The reveal of Amy’s true nature makes sense of seeming inconsistencies (which one of them doesn’t want children, for example) and makes you question your sympathies (my sympathy for Nick was seriously challenged by the late revelation that he has a very young mistress, for example – only to find myself back on Nick’s side when I understood just how monstrous Amy’s plan was).
This is a book about twisted soulmates and about the power of knowing someone totally. At various times Amy and Nick both observe that the other one is the only one who knows them fully. In the final part of the book Nick and Amy descend into a symbiotic madness, where it’s no longer clear whether they hate or love each other (or both). They are equally obsessed, equally devoted to and full of hate for each other. Nick fantasizes about strangling Amy even as he plays the grieving husband for the media and the defeated loser for Amy. Having decided to destroy Nick to punish him for his affair and for believing her to be the Cool Girl she is playing at being, Amy then finds that she can’t bring herself to let go of the fight. I found it interesting that Amy’s original plan was to kill herself once she knew Nick would be blamed for her murder – another example of how the battle between them gives both her and Nick something to live for and more energy and motivation than either of them have had for a long time.
Amy’s interlude with Desi is chilling in showing the way in which even very weak people can commit evil acts when they have power over others. Although Amy is a psychopath, I had no problem at all with her murdering Desi – his passive aggression and soft, spineless, manipulative evil was in its way almost as bad as Amy’s more dynamic, assertive monstrousness.
At times Amy seems almost too prescient in anticipating Nick’s next move and I imagine there are weaknesses in the plot there if you want to go digging for holes, but as a dark and twisted psychological battle between two people, this book grips like a grippy thing. I found Nick’s final capitulation a slightly weak ending to an otherwise excellent book – I was expecting perhaps something more like the final scene of The Last Seduction, where as the hero remembers the final piece of incriminating evidence that might prove his story, the villain is shown destroying it. I suppose this is what Amy does with the reveal of her pregnancy – Nick’s plans for revenge come to nothing as he decides to stay with Amy and raise their child, a twisted version of the idyllic scene he imagines earlier in the book of he and Amy teaching their child the flags of various countries. However, Nick does get the last word (through Amy’s voice, of course!) when he tells her that he feels sorry for her because she has to wake up every morning and be herself.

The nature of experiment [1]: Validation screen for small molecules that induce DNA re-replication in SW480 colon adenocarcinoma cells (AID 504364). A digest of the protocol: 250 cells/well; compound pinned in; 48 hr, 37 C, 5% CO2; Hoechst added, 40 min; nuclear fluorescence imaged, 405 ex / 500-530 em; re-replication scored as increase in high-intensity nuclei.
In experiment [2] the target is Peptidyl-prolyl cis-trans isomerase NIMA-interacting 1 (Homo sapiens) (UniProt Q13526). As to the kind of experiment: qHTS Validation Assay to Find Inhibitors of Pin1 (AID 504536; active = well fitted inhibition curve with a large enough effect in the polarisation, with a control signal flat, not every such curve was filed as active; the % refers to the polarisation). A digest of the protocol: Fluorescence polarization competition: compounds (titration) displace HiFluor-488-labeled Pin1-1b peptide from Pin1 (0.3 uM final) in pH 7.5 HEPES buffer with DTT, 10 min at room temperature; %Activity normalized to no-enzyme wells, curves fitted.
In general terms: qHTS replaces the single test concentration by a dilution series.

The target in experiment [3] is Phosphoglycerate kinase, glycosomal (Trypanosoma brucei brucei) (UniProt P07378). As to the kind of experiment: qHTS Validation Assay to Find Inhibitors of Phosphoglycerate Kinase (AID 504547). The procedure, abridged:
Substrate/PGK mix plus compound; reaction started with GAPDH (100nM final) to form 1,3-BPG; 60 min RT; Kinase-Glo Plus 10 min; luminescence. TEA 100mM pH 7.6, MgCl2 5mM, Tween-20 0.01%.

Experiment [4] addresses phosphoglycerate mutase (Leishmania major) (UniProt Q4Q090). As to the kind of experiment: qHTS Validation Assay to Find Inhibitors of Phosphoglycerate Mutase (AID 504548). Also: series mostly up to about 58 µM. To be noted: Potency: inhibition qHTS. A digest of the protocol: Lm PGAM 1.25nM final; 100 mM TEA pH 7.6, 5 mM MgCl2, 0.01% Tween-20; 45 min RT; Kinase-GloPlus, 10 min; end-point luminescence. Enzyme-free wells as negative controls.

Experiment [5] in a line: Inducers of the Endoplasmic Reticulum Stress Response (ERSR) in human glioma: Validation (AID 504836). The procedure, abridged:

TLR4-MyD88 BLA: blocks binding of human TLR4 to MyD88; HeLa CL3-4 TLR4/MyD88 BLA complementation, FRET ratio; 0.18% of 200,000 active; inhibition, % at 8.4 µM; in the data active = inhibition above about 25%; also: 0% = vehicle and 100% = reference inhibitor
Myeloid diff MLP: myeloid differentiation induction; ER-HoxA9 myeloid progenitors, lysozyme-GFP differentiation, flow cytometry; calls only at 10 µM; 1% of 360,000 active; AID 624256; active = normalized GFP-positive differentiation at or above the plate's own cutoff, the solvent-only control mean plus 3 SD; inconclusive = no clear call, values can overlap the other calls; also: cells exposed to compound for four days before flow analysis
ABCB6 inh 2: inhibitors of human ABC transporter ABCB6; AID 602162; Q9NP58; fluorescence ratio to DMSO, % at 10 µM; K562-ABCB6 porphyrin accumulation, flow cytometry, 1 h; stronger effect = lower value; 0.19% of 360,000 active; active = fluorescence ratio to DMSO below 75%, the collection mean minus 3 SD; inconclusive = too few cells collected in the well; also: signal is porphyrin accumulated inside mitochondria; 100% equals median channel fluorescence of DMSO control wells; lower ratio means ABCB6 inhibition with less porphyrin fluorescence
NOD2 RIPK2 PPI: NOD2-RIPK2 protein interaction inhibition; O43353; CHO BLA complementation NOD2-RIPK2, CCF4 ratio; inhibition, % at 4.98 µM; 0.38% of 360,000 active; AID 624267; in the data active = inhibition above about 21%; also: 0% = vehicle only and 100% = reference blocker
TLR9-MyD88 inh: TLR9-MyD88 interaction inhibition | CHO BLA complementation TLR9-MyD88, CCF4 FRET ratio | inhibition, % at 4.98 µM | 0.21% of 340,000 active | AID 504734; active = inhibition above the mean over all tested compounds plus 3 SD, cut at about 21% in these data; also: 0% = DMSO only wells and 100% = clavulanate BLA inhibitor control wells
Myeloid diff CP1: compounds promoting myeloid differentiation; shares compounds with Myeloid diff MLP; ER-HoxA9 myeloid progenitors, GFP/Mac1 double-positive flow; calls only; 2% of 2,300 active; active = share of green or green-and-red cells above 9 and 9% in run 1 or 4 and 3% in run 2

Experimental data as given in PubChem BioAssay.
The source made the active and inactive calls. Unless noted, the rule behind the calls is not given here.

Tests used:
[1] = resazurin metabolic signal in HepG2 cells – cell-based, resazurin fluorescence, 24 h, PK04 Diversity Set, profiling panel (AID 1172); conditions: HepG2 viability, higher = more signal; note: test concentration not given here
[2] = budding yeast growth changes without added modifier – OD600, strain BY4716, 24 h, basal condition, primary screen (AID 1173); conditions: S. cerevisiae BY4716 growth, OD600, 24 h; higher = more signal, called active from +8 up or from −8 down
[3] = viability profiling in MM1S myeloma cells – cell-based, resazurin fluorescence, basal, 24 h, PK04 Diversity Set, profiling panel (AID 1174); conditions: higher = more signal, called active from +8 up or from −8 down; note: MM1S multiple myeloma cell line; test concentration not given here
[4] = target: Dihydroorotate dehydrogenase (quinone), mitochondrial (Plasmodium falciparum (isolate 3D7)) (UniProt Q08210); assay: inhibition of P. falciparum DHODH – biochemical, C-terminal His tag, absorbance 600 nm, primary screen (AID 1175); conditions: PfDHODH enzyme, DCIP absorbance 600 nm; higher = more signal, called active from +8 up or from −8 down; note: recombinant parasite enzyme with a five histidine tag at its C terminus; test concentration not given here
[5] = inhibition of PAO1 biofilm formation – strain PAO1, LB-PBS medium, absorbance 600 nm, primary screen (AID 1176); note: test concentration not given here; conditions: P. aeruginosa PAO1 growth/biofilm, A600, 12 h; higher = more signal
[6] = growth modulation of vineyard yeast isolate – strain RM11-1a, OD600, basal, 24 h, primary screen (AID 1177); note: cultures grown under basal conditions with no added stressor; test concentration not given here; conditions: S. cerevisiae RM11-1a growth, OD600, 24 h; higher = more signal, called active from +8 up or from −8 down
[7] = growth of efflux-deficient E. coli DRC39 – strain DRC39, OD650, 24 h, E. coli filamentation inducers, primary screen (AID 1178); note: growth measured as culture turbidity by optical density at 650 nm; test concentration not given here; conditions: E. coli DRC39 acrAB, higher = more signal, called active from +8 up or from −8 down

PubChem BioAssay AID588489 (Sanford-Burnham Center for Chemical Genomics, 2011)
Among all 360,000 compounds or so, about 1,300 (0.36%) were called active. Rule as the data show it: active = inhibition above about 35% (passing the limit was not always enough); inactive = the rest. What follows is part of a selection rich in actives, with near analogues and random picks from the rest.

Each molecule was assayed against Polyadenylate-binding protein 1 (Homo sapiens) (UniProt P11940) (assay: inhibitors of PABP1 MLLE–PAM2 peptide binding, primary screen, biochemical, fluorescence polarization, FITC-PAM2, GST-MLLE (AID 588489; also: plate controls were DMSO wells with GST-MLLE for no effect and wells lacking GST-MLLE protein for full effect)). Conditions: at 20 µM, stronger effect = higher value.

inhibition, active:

Having read Sharp Objects and Dark Places, I think this is Flynn’s most accomplished book so far. She is clearly a writer to watch out for in the future – although there are only so many times you can pull a truly shocking twist (by the end of Dark Places, the third book of hers that I read, although second in order of publication, I was looking out for some of the Flynn traits, such as hidden family nastiness and women who are much darker they seem). This is a thriller that deserves its hype.